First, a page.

Recently one of the Gallery’s favourites, Forgiven by George Goodwin Kilburne, underwent conservation treatment by Helen Gill, Paintings Conservator and Noel Turner, Frames Conservator.
Historic water damage to the canvas had caused destruction to the paint layer. Previous retouching to the painting had also discoloured over time, resulting in a milky appearance. The retouching had been done quite roughly, which resulted in some areas of original media being obscured by overpainting. The painting was also discoloured due to the aged varnish which resulted in an overall yellowed appearance. It was time for conservation treatment!
The discoloured varnish layer was removed using an organic solvent solution which also removed the discoloured retouching without affecting the underlying original paint layer. The painting was retouched with dry pigments and a conservation grade synthetic resin, and then revarnished.
The frame was treated for several losses and underwent bronze overpaint removal and a general surface clean.
The painting was rehoused with a new backing board to add another layer of protection when on display
After treatment, unframed
Detail of water damage and discoloured overpaint
Detail of excessive overpaint covering original material and losses to arm
After treatment, uncovered detail of lace sleeve and fabric details
Information on Forgiven by George Goodwin Kilburne
George Goodwin Kilburne Snr (1839-1924 London) commenced his artistic career by undertaking an apprenticeship to the Brother’s Dalziel, engravers and illustrators. After working with them for 5 years, he moved on to painting and began exhibiting at the Royal Academy from 1863 onwards and followed a career as a prolific genre painter and illustrator, often in watercolours.
How did this work end up in Bendigo?
The painting was a gift to the gallery from the Hon. W.I. Winter-Irving, M.L.C., 1889. William Winter Irving was an Australian grazier, magistrate and politician and a member of the Victoria Legislative Council.
The Painting, What am I looking at?
The work portrays a dramatic familial scene with a young woman throwing herself face-first into her seated father’s lap in an act demonstrative of begging for forgiveness. Her hands are clasped in a prayer-like pose and there is a small, tied bundle and coat haphazardly tossed onto the floor near her, as if It has been dropped there quite suddenly. In the background, three characters are visible an older woman (possibly the mother) who is gently restraining a younger woman (possibly the sister) with her forearm, prohibiting her from approaching the scene. Another woman is partially obscured further in the background, who could possibly be a servant covertly observing the scene.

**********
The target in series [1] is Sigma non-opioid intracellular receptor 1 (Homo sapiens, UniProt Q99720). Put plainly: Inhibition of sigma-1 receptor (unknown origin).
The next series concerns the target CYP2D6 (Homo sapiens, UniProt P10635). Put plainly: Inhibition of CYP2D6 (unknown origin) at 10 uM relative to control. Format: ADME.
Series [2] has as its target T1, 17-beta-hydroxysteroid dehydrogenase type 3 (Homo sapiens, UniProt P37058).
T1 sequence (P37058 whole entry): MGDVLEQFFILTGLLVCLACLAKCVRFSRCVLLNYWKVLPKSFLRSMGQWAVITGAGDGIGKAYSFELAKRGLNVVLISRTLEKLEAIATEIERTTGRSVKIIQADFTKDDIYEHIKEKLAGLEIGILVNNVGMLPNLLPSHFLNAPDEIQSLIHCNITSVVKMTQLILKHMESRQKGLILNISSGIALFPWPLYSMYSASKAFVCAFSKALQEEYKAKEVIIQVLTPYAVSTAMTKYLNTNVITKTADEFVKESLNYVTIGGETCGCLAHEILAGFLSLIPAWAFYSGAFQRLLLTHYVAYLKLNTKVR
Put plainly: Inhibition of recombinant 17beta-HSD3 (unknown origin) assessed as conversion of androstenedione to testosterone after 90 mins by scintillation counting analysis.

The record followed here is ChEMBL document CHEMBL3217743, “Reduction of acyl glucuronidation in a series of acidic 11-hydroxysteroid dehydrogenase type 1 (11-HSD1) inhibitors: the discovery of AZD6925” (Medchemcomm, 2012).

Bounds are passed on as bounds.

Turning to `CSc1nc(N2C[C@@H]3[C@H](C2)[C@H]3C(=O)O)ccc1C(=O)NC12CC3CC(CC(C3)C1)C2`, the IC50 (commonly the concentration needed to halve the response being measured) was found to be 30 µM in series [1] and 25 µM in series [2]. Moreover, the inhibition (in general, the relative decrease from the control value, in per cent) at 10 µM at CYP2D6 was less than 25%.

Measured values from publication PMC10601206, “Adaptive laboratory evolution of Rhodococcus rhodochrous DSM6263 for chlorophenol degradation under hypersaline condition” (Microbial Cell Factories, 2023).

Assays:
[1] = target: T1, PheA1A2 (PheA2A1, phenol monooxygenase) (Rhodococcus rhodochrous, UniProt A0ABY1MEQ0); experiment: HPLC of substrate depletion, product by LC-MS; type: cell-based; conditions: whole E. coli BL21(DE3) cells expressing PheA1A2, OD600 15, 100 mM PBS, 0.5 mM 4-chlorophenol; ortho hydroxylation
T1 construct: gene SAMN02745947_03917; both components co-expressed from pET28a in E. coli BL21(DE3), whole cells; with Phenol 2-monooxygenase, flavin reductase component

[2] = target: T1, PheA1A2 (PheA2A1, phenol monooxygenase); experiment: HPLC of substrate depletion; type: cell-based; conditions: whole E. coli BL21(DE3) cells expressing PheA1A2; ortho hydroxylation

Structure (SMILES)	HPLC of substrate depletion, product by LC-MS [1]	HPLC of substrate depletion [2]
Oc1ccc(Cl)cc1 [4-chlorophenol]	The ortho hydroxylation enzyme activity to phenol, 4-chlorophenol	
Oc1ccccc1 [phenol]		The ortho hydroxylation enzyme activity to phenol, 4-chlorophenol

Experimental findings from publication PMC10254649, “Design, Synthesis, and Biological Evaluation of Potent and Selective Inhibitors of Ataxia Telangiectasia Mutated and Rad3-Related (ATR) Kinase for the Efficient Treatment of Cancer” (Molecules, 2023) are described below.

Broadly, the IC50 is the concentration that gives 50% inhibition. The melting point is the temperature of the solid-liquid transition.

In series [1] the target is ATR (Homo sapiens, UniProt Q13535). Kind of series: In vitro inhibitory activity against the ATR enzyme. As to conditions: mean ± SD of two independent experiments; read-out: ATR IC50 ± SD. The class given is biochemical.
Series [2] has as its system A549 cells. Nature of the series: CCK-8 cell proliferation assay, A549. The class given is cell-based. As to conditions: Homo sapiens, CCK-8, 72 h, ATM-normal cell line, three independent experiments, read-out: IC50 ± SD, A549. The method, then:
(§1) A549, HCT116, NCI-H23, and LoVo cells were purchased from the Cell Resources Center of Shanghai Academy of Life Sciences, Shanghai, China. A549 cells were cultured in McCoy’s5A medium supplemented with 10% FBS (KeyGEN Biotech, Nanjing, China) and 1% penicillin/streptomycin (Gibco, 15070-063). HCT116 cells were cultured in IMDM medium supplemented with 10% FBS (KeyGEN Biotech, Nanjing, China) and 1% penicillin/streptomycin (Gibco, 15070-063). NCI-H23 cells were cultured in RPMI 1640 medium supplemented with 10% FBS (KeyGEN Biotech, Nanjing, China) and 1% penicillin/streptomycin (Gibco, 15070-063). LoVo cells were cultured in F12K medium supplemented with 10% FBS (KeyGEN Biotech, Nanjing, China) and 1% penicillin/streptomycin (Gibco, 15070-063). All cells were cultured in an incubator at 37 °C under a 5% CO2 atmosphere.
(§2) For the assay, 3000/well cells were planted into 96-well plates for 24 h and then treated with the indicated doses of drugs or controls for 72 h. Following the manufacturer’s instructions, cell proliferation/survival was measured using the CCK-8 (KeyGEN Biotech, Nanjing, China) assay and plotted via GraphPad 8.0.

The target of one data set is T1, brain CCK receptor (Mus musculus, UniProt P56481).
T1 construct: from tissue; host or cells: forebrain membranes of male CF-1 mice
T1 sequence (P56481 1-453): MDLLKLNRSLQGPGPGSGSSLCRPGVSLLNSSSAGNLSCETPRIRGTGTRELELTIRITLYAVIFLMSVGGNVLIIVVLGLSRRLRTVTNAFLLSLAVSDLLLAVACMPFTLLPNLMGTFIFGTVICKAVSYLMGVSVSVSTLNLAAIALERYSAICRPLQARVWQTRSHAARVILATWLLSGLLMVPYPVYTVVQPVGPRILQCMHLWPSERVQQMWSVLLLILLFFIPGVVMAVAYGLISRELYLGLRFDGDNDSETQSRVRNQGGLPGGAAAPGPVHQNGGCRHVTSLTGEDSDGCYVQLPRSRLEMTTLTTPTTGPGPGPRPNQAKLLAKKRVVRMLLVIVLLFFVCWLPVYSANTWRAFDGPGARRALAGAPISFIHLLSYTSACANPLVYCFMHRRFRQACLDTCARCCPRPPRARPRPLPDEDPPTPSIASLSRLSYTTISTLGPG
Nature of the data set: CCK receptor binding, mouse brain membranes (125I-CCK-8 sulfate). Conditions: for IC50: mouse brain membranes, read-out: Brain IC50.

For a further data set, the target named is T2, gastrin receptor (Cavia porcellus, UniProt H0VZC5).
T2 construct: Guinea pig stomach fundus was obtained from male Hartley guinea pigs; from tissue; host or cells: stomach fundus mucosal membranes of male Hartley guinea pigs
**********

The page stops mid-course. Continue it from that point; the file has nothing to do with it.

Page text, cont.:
An historic article, perhaps from the Bendigonian Newspaper about the work describes it as follows:
“Notice, after admiring the chiefest points, the effect of the sunlight glistening through and reflected on the glass window – a happy omen of sunshine to the heart- the table with tea set, the old fashioned silver tea-pot, and bowl of flowers and the silver snuff box, the painting of the penitents dress (frayed and worn at the edges) and her travel-stained shoes. Do not forget to look at the small bundle, containing her scant wardrobe, tied up in a red handkerchief; and by no means miss the glimpse of the garden beyond the parapet. Attention is called to these smaller matters because they are so often not seen by the casual observer. It matters little whether the scene is laid in England or France, for men and women with true hearts are much the same the world over. The story is a sad but not guilty one. There is no suggestion of sin in the form of the repentant girl, kneeling at her father’s knee, no trace of obtrusive finery in her well-worn, almost threadbare dress, which betokens the immodest castaway, and her strong leather shoes have an honest look about them and carry the traces of many a weary mile.
Could her face and eyes be beheld, her soul would look out as pure and unsullied as when she left the parental roof. A hasty, unconsidered, unrecognised, forbidden marriage with a handsome, vain and reckless spendthrift, a gambler, most likely libertine to boot, whose soft ways and lying tongue had lured her to an elopement – since how bitterly repented! Then his sickness and their penury, her constant womanly devotion, until his early death. The black scarf about her neck, black stockings and mantle – her slight and humble signs of mourning. Her wedding ring is absent, having been disposed of at the dictates of a stern necessity. Wilful and disobedient she had been, but not sinful, and with the cry of the “Prodigal” of the old parable ringing in her ears, she seeks and finds forgiveness.
The old man blesses her, and the shadow on that house which was thought “would be lifted never more” was dispelled like a morning mist before the rays of the genial sun. Her mother and sister in the background look on; the youthful one of the pair all eager to clasp her long absent companion to her breast, but is motioned by the old lady to restrain her pent-up feelings and permit the husband – father- and poor sorrowing, yet loving child, to enjoy undisturbed the most holy and sacred moments of their lives. Doubtless on the succeeding morning the aged man might have been seen walking the garden with head more erect, not wondering why the sunshine seemed brighter, the sky more blue and the carol of the birds more joyous than they have seemed since the dark, tempestuous night with its wild wind, laden with his curse – that curse which had fallen, not on his daughter, but with swift retribution upon him who had selfishly decoyed her from home.”